The company was motivated in part by its president and major shareholder, Pui Ngai Wu, becoming a permanent resident of Australia in 2011.

“As a result, the board of directors of SZRE determined that Australia would become its first choice for future investments,” the company said in a statement this week.

Premier Colin Barnett and Regional Development Minister Brendon Grylls said Shanghai Zhongfu was set to invest up to $700 million in the Ord.

Its proposal includes construction of a $425 million sugar mill near Kununurra, and upgrades to the nearby port at Wyndham.

“This is a historic moment in the history of Western Australia,” Mr Barnett said.

“We will have a major agricultural precinct in the Kimberley. It has taken 40 years to achieve, but it has been achieved.

“It will produce hundreds of millions of dollars of agricultural produce year in, year out.”

Mr Grylls said the Chinese group was aiming to use up to 40,000ha of irrigated land to grow sugar.

That would start with two adjoining areas, known as Goomig and Knox Plain, totalling 13,400ha.

Shanghai Zhongfu’s expansion plans would require it to lease additional land in WA and secure a deal to use the 14,000ha Keep River Plain in the Northern Territory.

The WA government said the project would create about 350 local construction jobs and 400 operational jobs, once full production was achieved by 2021.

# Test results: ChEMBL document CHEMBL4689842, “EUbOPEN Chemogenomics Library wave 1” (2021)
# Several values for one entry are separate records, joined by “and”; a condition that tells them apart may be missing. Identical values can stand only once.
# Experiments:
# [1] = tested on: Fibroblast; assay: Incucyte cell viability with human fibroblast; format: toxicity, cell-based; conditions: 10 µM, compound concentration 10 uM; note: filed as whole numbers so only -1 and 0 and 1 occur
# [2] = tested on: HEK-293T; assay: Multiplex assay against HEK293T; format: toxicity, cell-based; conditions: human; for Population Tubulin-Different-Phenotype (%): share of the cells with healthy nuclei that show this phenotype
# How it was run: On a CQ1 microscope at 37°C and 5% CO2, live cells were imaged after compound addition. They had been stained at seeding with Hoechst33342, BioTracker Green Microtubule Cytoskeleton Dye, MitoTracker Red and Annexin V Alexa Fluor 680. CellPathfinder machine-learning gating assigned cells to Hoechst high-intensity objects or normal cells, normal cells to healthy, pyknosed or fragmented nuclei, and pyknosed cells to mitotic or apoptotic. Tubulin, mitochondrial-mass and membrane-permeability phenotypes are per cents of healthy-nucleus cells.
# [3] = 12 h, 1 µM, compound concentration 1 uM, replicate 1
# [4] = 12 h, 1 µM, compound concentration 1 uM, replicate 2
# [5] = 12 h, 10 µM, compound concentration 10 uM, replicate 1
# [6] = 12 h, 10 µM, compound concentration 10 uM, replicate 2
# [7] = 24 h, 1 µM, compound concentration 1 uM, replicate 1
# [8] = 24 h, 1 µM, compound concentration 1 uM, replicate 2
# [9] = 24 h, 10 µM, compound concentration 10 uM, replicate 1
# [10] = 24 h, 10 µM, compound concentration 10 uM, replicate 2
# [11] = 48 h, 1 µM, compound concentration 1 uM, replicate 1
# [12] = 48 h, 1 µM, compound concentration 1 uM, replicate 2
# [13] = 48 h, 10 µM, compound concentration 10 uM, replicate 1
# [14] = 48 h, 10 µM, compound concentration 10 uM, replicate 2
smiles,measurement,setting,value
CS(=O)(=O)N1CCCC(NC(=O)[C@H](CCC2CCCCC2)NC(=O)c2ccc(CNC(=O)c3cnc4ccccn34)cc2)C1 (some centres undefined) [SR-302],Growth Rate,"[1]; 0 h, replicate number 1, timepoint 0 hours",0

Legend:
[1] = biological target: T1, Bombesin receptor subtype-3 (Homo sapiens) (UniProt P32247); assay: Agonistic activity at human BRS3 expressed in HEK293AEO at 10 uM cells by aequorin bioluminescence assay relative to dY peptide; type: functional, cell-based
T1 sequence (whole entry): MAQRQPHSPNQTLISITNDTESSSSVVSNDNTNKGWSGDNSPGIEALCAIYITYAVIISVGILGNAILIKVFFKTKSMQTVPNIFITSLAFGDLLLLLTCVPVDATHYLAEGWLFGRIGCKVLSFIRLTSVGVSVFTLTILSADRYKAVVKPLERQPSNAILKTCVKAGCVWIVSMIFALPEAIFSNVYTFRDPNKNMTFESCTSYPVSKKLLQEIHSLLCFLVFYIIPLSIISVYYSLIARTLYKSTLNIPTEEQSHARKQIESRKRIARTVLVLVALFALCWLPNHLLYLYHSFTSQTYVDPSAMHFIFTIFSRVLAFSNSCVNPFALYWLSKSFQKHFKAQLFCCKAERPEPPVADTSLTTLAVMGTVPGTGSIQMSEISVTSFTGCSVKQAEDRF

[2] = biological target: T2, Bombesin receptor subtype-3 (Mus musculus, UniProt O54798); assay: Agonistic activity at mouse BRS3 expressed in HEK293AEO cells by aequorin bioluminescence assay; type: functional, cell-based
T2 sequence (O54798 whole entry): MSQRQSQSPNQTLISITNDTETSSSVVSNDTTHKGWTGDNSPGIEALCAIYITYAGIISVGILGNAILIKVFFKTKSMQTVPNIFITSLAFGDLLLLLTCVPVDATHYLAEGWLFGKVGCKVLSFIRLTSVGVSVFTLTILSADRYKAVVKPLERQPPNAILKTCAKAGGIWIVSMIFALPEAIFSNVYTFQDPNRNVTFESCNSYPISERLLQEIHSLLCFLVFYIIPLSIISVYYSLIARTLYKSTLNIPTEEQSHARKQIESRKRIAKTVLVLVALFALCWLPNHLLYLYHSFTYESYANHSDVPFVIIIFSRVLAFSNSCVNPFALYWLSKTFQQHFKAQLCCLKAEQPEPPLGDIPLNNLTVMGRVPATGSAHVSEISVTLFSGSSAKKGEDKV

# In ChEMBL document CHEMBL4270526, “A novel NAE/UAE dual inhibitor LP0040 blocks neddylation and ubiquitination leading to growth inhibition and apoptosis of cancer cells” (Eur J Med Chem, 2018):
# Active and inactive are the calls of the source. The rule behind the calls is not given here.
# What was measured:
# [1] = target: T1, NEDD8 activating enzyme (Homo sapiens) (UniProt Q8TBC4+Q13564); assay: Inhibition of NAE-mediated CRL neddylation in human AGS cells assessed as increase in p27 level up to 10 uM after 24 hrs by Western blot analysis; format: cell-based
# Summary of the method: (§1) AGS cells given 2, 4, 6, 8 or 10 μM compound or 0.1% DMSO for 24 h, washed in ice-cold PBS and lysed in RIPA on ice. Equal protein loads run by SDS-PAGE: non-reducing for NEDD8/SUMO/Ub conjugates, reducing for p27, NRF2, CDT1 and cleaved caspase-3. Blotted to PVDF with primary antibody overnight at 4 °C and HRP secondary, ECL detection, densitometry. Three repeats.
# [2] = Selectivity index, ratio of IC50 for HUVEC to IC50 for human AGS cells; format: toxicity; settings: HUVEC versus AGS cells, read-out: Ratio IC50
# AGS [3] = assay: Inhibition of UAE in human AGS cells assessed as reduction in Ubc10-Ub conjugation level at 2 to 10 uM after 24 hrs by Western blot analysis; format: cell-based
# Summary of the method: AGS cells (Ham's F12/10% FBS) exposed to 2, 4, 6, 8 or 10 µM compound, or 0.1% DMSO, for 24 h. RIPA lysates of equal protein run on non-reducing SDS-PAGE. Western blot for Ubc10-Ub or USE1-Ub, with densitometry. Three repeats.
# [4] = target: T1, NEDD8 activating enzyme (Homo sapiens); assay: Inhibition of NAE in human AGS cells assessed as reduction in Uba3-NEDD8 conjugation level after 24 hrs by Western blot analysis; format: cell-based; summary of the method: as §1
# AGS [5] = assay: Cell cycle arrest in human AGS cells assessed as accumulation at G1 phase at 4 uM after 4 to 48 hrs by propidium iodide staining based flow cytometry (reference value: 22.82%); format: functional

Shanghai Zhongfu, which will make the investment through Australian entity Kimberley Agricultural Investment (KAI), was much more cautious in its predictions.

“[There are] still significant challenges ahead to develop this project to its full potential and to achieve the economies of scale KAI requires for this to be commercially viable,” Mr Wu said.

“These include state and federal environmental approvals for Knox Plain and working with the Northern Territory and Commonwealth governments to expand into the Northern Territory, which for instance, will require environmental approvals and native title agreements with the MG people.”

The company added that it was too early to speculate about specific job numbers at this stage, as the ultimate scale of the project was unknown at this point.

“Employment figures quoted by the government are dependent on KAI acquiring and being granted access to more land in Western Australia and in the Northern Territory,” it said in a statement.

MG Corporation chair Edna O’Malley welcomed the deal but was also cautious, particularly when it came to development of land in the Northern Territory.

“It’s all well and good for governments and potential proponents to talk up future development of MG lands in the media, but the reality is that the traditional owners and native title holders have not been consulted,” she said.

More positively, she also noted that the Aboriginal Development Package with the WA government had led to a big rise in local Aboriginal employment, training and business development, and said MG Corp wanted to work with the Chinese group.